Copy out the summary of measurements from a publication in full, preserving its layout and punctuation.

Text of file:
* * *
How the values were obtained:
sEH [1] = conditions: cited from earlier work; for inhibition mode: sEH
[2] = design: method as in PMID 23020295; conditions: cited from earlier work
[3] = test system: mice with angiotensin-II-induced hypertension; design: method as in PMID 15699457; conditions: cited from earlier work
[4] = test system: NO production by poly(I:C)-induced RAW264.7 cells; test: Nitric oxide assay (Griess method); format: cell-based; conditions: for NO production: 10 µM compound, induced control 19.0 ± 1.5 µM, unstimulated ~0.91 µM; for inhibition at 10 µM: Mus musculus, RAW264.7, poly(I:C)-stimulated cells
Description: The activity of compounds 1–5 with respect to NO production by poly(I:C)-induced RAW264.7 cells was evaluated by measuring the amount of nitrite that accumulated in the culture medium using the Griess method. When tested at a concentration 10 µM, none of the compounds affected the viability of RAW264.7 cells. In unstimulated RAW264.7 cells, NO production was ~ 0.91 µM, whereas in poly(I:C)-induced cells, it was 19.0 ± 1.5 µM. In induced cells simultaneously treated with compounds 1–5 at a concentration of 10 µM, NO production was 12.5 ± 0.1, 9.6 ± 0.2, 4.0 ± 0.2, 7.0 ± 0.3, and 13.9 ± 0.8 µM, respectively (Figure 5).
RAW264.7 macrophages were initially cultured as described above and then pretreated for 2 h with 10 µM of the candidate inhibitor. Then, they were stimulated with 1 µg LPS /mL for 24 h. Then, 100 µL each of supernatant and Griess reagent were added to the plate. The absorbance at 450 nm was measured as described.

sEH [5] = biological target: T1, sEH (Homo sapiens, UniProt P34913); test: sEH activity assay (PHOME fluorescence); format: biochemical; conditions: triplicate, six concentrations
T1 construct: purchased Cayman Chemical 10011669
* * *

How the values were obtained:
sEH [1] = conditions: cited from earlier work; for inhibition mode: sEH
[2] = design: method as in PMID 23020295; conditions: cited from earlier work
[3] = test system: mice with angiotensin-II-induced hypertension; design: method as in PMID 15699457; conditions: cited from earlier work
[4] = test system: NO production by poly(I:C)-induced RAW264.7 cells; test: Nitric oxide assay (Griess method); format: cell-based; conditions: for NO production: 10 µM compound, induced control 19.0 ± 1.5 µM, unstimulated ~0.91 µM; for inhibition at 10 µM: Mus musculus, RAW264.7, poly(I:C)-stimulated cells
Description: The activity of compounds 1–5 with respect to NO production by poly(I:C)-induced RAW264.7 cells was evaluated by measuring the amount of nitrite that accumulated in the culture medium using the Griess method. When tested at a concentration 10 µM, none of the compounds affected the viability of RAW264.7 cells. In unstimulated RAW264.7 cells, NO production was ~ 0.91 µM, whereas in poly(I:C)-induced cells, it was 19.0 ± 1.5 µM. In induced cells simultaneously treated with compounds 1–5 at a concentration of 10 µM, NO production was 12.5 ± 0.1, 9.6 ± 0.2, 4.0 ± 0.2, 7.0 ± 0.3, and 13.9 ± 0.8 µM, respectively (Figure 5).
RAW264.7 macrophages were initially cultured as described above and then pretreated for 2 h with 10 µM of the candidate inhibitor. Then, they were stimulated with 1 µg LPS /mL for 24 h. Then, 100 µL each of supernatant and Griess reagent were added to the plate. The absorbance at 450 nm was measured as described.

sEH [5] = biological target: T1, sEH (Homo sapiens, UniProt P34913); test: sEH activity assay (PHOME fluorescence); format: biochemical; conditions: triplicate, six concentrations
T1 construct: purchased Cayman Chemical 10011669